JDIFF Review – The Stag

Fionan (Hugh O’Conor) is a man about to be married. However, the stress of planning the whole affair seems to be getting to him, so at his fiancée’s suggestion, he sets out on a stag weekend in the Dublin mountains with his friends Davin (Andrew Scott) and Simon (Brian Gleeson), as well as his younger brother Kevin (Michael Legge) and his long term partner Kevin (Andrew Bennett) for a relaxing weekend of hiking and camping. There’s a catch, however; Ruth (Amy Hubermann) insists that her brother The Machine (Peter McDonald) – known for being rowdy and rather insufferable – go along with the gang.

Of late, Irish men have been getting something of a raw deal in film. There is no shortage of talented Irish actors who go on to great things elsewhere, but in homegrown cinema, there has been a recent trend of portraying our men as boorish, loud and insensitive. Thank god then, for The Stag. John Butler and Peter McDonald’s screenplay gives us characters who seem to be a step forward – and at times a small step backwards – for the men of Ireland.

Hugh O’Conor takes on the role of Groomzilla Fionan and, although there are times when the character definitely needs to unwind, O’Conor gives Fionan charm and charisma, albeit it buried underneath a layer of neurosis and panic. Andrew Scott plays a similarly tightly wound character, but like Fionan, Davin is a man who cares and Scott captures the balance between panic, heartbreak and gentleness. Brian Gleeson makes Simon another highly strung character whose troubles are slowly revealed, and Legge and Bennet – as the two Kevins – are mellow and kind, and serve balance these panicky characters out. Peter McDonald has some truly inspired and inventive lines as The Machine and, although he does a good job of berating, insulting and shaking the other men up, he also is a man with troubles.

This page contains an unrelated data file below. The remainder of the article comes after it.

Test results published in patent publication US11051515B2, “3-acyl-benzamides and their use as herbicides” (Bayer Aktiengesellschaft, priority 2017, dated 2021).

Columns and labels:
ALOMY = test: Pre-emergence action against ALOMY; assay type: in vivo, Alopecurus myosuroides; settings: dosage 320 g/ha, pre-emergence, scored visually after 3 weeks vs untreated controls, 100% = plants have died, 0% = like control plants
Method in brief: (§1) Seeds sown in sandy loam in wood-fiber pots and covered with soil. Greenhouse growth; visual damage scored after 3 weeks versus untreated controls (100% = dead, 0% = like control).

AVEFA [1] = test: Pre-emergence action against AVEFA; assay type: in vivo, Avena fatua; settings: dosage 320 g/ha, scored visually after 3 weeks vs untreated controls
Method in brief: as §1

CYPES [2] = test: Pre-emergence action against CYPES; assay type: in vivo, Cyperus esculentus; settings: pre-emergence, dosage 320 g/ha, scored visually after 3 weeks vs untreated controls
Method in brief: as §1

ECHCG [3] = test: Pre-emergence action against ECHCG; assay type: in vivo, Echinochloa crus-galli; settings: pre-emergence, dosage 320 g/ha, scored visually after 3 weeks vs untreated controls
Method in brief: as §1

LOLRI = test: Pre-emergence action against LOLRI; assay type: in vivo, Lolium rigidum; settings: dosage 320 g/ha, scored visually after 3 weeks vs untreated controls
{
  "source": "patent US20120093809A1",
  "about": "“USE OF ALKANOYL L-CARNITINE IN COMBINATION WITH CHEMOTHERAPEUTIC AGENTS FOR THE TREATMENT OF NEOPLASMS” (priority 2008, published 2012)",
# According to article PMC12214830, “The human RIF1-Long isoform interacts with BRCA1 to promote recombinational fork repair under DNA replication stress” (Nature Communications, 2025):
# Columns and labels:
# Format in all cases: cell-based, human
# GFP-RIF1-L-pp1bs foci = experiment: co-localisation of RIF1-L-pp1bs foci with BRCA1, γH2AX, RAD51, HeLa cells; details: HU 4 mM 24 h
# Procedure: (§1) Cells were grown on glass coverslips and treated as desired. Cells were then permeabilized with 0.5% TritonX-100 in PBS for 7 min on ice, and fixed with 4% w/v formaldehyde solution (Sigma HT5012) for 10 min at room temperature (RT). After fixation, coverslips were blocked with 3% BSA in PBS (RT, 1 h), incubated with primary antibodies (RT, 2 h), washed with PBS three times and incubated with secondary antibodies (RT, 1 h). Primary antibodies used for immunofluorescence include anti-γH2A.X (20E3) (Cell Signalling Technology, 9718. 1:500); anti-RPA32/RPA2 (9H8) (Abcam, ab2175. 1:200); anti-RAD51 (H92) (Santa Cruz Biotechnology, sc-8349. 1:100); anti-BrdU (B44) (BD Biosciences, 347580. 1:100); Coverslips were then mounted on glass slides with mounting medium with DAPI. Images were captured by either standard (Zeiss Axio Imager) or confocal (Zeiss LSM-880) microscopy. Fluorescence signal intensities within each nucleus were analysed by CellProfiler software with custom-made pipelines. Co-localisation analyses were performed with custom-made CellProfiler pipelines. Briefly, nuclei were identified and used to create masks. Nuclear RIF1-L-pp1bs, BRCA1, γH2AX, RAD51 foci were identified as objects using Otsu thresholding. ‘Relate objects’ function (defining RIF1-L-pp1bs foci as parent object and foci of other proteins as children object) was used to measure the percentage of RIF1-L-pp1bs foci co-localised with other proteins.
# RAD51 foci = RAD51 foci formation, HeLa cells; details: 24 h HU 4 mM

It does take a little getting used to these characters on screen – men who are precious and demanding in a way that we have rarely seen in Irish cinema before – but once the other shoe drops, the characters are fairly well fleshed out and, even though few of their issues are actually resolved, they feel like real, relatable people. Sadly though, there are not as many laughs as there could be, with many of the insanity that the gang find themselves caught up in coming off as embarrassing, rather than funny. As well as this, there are times when the arguing feels a little like teenage girls bickering rather than people actually sounding out their problems.

In all, The Stag presents Irish men in a refreshing new light – even if the bickering gets a little much at times. O’Conor and Scott shine, as always, and although The Stag may not be quite as funny as it thinks it is, it is still rather entertaining and acutely observed.

Rating: 3.5/5

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